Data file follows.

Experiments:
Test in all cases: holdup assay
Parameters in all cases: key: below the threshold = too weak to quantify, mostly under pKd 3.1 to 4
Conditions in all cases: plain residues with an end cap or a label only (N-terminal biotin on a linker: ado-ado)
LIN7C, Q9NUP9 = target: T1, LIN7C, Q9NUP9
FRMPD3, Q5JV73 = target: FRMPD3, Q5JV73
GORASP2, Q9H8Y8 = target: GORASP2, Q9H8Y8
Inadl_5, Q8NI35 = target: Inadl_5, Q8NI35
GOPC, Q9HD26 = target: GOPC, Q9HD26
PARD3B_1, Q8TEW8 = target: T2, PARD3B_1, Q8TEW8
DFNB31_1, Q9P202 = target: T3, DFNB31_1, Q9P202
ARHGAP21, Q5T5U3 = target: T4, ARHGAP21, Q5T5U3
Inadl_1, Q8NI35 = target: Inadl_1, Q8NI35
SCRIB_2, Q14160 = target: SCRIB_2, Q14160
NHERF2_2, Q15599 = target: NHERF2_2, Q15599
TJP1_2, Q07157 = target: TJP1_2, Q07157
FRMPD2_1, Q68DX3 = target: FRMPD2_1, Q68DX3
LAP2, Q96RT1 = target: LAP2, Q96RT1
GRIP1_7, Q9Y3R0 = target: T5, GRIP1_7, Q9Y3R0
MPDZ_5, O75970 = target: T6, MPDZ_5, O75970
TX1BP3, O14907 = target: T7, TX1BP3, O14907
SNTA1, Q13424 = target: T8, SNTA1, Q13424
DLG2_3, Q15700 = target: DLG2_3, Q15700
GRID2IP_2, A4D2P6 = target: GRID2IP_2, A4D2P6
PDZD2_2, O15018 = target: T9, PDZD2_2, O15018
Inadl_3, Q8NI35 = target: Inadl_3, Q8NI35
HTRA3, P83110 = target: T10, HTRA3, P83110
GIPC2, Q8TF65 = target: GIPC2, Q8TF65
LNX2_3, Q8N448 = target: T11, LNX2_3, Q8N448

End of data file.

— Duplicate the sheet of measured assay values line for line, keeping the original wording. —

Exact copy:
Experiments:
Test in all cases: holdup assay
Parameters in all cases: key: below the threshold = too weak to quantify, mostly under pKd 3.1 to 4
Conditions in all cases: plain residues with an end cap or a label only (N-terminal biotin on a linker: ado-ado)
LIN7C, Q9NUP9 = target: T1, LIN7C, Q9NUP9
FRMPD3, Q5JV73 = target: FRMPD3, Q5JV73
GORASP2, Q9H8Y8 = target: GORASP2, Q9H8Y8
Inadl_5, Q8NI35 = target: Inadl_5, Q8NI35
GOPC, Q9HD26 = target: GOPC, Q9HD26
PARD3B_1, Q8TEW8 = target: T2, PARD3B_1, Q8TEW8
DFNB31_1, Q9P202 = target: T3, DFNB31_1, Q9P202
ARHGAP21, Q5T5U3 = target: T4, ARHGAP21, Q5T5U3
Inadl_1, Q8NI35 = target: Inadl_1, Q8NI35
SCRIB_2, Q14160 = target: SCRIB_2, Q14160
NHERF2_2, Q15599 = target: NHERF2_2, Q15599
TJP1_2, Q07157 = target: TJP1_2, Q07157
FRMPD2_1, Q68DX3 = target: FRMPD2_1, Q68DX3
LAP2, Q96RT1 = target: LAP2, Q96RT1
GRIP1_7, Q9Y3R0 = target: T5, GRIP1_7, Q9Y3R0
MPDZ_5, O75970 = target: T6, MPDZ_5, O75970
TX1BP3, O14907 = target: T7, TX1BP3, O14907
SNTA1, Q13424 = target: T8, SNTA1, Q13424
DLG2_3, Q15700 = target: DLG2_3, Q15700
GRID2IP_2, A4D2P6 = target: GRID2IP_2, A4D2P6
PDZD2_2, O15018 = target: T9, PDZD2_2, O15018
Inadl_3, Q8NI35 = target: Inadl_3, Q8NI35
HTRA3, P83110 = target: T10, HTRA3, P83110
GIPC2, Q8TF65 = target: GIPC2, Q8TF65
LNX2_3, Q8N448 = target: T11, LNX2_3, Q8N448